By Kathryn Doyle
NEW YORK - Three new studies by researchers at the Universities of Oxford and Edinburgh in the U.K. reveal that three-quarters of depressed cancer patients are not receiving treatment for depression.
The researchers also found that serious depression is more common for cancer patients than for the general population, and varies by type of cancer.
They also tested a new treatment program, with mental health care integrated into cancer treatment, which was much more effective at reducing depression and improving quality of life than current treatments, they found.
Cancer doctors focus on the cancer, but depression deserves attention and treatment too, said Dr. Michael Sharpe of Psychological Medicine Research at the University of Oxford Department of Psychiatry, who co-wrote all three papers.
He and his team analyzed data from more than 21,000 patients attending outpatient cancer clinics in Scotland who had been routinely screened for depression between 2008 and 2011.
Depression was most common in people with lung cancer, affecting 13% of patients, followed by gynecological, breast and colorectal cancer and finally genitourinary cancer, for which 6%of patients were diagnosed as depressed.
In the U.S. between 2007 and 2010, 8% of people age twelve and older had experienced depression symptoms in any two-week period, according to the Centers for Disease Control and Prevention.
A depression diagnosis was more likely for patients who were younger, and among those with lung or colorectal cancer, women.
Nearly three quarters of depressed cancer patients were not receiving treatment for depression, according to results in The Lancet Psychiatry.
Twenty-four percent were taking antidepressants and 5% were seeing a mental health professional, with a few doing both.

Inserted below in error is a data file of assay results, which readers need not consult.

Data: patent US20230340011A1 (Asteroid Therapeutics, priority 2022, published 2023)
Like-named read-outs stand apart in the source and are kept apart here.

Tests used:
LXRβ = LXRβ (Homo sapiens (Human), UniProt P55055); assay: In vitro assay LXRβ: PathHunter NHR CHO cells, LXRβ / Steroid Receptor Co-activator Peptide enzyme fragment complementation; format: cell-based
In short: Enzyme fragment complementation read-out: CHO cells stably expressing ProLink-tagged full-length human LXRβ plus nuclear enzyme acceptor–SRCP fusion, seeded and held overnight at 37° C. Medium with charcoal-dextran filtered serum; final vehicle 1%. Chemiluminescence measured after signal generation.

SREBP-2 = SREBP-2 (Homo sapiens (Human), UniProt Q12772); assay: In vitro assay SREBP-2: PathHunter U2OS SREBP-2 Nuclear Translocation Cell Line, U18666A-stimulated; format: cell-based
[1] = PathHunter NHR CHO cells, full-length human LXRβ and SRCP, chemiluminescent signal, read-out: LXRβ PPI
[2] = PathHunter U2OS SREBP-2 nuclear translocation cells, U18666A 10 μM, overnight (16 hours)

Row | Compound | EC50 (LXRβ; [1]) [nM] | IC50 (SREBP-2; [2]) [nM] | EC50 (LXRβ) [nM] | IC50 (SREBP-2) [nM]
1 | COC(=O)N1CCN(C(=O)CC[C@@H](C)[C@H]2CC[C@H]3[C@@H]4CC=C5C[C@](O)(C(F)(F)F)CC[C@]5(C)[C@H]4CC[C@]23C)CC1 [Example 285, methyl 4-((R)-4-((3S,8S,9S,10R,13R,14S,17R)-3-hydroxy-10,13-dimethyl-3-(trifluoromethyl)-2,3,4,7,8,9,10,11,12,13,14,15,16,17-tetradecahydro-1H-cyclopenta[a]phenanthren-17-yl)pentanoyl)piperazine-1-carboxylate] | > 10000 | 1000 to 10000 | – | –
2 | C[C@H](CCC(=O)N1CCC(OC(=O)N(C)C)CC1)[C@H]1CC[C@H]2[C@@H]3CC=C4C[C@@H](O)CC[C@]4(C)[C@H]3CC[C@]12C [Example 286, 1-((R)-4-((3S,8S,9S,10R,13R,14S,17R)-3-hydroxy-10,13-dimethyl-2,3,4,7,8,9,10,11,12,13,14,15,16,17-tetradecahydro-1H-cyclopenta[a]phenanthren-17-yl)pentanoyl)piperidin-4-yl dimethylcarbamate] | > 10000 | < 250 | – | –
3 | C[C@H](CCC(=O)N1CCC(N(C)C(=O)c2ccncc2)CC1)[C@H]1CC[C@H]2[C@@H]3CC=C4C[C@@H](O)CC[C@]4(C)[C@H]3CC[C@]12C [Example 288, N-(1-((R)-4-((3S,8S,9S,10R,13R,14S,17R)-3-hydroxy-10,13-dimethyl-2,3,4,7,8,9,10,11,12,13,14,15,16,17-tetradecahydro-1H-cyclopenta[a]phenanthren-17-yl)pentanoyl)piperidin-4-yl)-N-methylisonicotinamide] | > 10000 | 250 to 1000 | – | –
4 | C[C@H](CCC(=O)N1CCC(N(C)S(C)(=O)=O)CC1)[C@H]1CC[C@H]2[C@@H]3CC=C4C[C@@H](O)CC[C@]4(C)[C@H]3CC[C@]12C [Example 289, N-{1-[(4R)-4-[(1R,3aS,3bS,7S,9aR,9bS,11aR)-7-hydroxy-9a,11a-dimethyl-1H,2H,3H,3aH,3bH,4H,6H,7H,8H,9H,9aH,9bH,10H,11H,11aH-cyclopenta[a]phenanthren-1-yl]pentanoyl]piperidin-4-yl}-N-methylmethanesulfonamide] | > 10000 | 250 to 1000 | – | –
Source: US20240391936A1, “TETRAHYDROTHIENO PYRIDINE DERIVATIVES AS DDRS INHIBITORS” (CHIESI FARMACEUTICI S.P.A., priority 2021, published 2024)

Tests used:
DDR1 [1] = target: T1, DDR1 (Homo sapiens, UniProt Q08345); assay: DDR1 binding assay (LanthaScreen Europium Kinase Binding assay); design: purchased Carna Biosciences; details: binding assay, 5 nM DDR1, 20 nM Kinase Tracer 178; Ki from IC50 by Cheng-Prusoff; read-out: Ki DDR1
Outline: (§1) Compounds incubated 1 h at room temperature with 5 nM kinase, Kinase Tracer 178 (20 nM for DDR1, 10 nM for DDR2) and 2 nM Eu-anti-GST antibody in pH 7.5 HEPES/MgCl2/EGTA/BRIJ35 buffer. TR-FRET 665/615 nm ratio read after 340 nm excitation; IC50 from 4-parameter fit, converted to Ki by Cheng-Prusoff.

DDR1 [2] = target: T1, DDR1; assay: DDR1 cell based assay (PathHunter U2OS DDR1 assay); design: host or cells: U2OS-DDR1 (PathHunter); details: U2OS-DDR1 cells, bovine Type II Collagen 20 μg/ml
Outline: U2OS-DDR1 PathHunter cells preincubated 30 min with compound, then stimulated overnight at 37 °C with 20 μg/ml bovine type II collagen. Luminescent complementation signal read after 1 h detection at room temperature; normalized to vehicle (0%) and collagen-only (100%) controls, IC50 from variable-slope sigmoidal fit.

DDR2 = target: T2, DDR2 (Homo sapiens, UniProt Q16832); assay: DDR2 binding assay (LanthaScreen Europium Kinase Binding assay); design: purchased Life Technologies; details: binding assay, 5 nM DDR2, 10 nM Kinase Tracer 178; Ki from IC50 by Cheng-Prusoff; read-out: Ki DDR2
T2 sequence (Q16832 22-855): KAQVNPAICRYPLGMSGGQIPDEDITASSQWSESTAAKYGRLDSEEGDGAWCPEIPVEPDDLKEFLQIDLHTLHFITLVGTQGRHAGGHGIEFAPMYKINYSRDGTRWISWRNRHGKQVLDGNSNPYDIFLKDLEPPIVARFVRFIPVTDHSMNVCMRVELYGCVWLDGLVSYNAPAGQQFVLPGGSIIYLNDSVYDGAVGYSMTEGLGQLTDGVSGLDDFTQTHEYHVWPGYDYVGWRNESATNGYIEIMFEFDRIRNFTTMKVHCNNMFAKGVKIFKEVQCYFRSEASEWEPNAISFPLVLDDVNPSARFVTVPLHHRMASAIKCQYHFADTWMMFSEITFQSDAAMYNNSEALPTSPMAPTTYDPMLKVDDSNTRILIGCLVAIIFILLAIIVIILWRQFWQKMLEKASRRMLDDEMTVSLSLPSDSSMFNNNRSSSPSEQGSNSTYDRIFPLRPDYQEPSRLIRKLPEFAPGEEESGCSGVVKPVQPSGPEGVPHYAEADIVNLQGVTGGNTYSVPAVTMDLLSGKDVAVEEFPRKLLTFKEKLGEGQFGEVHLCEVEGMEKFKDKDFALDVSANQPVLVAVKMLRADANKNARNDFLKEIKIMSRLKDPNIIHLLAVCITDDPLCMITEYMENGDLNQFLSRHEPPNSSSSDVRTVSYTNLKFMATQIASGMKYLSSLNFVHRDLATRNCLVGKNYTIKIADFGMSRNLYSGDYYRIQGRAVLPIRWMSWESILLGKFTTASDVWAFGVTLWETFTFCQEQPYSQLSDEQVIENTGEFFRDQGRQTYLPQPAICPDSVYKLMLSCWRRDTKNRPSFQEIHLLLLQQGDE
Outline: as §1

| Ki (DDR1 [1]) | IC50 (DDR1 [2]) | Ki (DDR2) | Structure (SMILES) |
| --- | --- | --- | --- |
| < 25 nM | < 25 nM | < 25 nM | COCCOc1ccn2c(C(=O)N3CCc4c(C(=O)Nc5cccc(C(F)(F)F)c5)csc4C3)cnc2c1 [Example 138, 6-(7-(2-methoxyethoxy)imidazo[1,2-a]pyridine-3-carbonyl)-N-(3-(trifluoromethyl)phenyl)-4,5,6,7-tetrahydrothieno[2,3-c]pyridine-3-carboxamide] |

The researchers tested a new treatment program called 'Depression Care for People with Cancer' (DCPC) on 500 adults with clinical depression and a cancer with a good prognosis. The program requires a team of specially trained cancer nurses and psychiatrists. Working in collaboration with the patient's cancer team and general practitioner, they screen for depression and try different treatments, including antidepressants and therapy.
After six months, the severity of depression was reduced by at least half in 62% of patients who had mental health care integrated into cancer treatment, compared with 17% of patients who received their usual care, according to results in The Lancet.
"For the ones that were randomized to usual care, we made sure the patient understood that they had major depression, wrote to (the) primary care doctor to tell them that they had major depression, but the outcome was terrible," Sharpe told Reuters Health by phone.
The researchers estimate DPCP would cost about $1,000 per patient.
"We made sure they did actually get and use antidepressants and psychological treatment," Sharpe said.
With cancer nurses continuing to see patients in a proactive way, if depression wasn't improving, the treatment was continually changed, he said.
Satisfied that the program would work well for people with good cancer prognoses, the researchers also tried a modified version for people with lung cancer, which typically has a poor prognosis, and found similarly successful results, as they reported in The Lancet Oncology.
Both versions of DCPC improved anxiety, functioning and quality of life as well as depression symptoms.
"Our patients got psychological treatment which despite being theoretically available really wasn't used," Sharpe said. "They are all off the shelf treatments we used, nothing is new but the way they were packaged."
This should also be the approach for depression generally, but cancer patients in particular are already attending the hospital regularly, he said.
Kathleen Ell, a professor at the University of Southern California School of Social Work who studies depression alongside cancer and diabetes in a "safety net" population, told Reuters Health that these are important manuscripts that will influence cancer care research in the U.S.
Some cancer patients may not want to take more pills than they already have to, but psychotherapy can be quite effective in only six to ten sessions with a therapist, she told Reuters Health by phone.
The trouble with implementing a program like DCPC more widely is a lack of resources and roadmaps, experts agreed.
"We have lots of documents in the U.K. and U.S. saying we need to integrate this care but very little info on how we should do it," Sharpe said. "People think if we have the mental health clinic next door to the cancer clinic that'll do it."
The Lancet, The Lancet Psychiatry, and The Lancet Oncology, 2014.
(c) Copyright Thomson Reuters 2014.